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Wednesday, September 12, 2018

MAPS Researcher receives NSF Early Career Investigator Award in Plant Genome Research

Dr. Sanzhen Liu
    Sanzhen Liu, a research team member on theMicrobiomes of Aquatic, Plant and Soil Systems across Kansas (MAPS) project and an assistant professor in the plant pathology department at Kansas State University (KSU), has received a four-year 2.4 million dollar NSF Early Career Investigator Award in Plant Genome Research. The title of the research project is Under the Hood: The Genetic Components of Maize Transformation, (NSF IOS ECA-PGR Award #1741090). Liu will be collaborating with Sunghun Park, professor of horticulture and natural resources at KSU, Frank White from the University of Florida, Myeong-Je Cho from the University of California-Berkeley, and Hairong Wei from Michigan Technological University. The study seeks to "understand the genetic basis underlying the ability of plant tissues to regenerate into whole plants."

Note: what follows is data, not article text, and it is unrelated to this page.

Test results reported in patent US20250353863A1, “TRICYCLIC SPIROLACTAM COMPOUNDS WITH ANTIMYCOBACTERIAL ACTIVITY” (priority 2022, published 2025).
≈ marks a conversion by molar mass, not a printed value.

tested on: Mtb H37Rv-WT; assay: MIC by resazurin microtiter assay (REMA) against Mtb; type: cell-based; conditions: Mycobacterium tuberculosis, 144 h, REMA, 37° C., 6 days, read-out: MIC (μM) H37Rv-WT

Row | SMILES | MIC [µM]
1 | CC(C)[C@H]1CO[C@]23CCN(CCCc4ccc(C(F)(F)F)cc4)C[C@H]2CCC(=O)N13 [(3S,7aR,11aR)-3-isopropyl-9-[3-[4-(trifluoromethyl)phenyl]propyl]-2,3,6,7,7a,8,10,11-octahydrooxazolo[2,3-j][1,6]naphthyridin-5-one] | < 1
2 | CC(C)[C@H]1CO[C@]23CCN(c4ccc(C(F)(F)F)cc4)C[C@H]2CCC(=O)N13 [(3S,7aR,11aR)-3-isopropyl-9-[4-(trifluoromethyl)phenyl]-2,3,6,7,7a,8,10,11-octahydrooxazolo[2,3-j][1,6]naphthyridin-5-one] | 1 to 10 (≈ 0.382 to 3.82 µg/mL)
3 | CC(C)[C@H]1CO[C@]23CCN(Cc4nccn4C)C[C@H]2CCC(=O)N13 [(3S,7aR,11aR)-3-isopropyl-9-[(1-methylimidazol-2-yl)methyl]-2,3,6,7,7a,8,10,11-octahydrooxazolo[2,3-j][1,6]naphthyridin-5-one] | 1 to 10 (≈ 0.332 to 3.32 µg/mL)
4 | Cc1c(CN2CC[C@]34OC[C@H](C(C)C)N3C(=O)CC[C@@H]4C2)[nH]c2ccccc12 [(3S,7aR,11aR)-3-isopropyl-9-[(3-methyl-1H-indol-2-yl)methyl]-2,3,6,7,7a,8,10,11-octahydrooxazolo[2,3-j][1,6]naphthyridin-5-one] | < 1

Specifically, Liu and his team will investigate the genome engineering of maize. They selected maize because it is one of the highest-yielding cereal crops in the world that faces challenges of dramatic yield increases, "particularly under highly variable climates and disease pressures." The researchers plan to sequence the genome of an amenable maize tissue culture to identify the genetic elements that regulate culture ability. The group will develop and apply novel approaches in order to decode the complex maize genome.  Specifically, the team will utilize a plant-bacterium delivery system that enables "plants to gain benefits from the bacterium."  Then, a "designable bacterial system specifically interacting with genes of interest in the maize genome will be utilized to study gene function and manipulate cell development."
    This investigation will also provide training in genetics and computation as well as large data education for students and post docs involved in the project. In addition, it "will collaborate with the Kansas Louis Stokes Alliance for Minority Participation to encourage involvement of historically underrepresented students in STEM fields."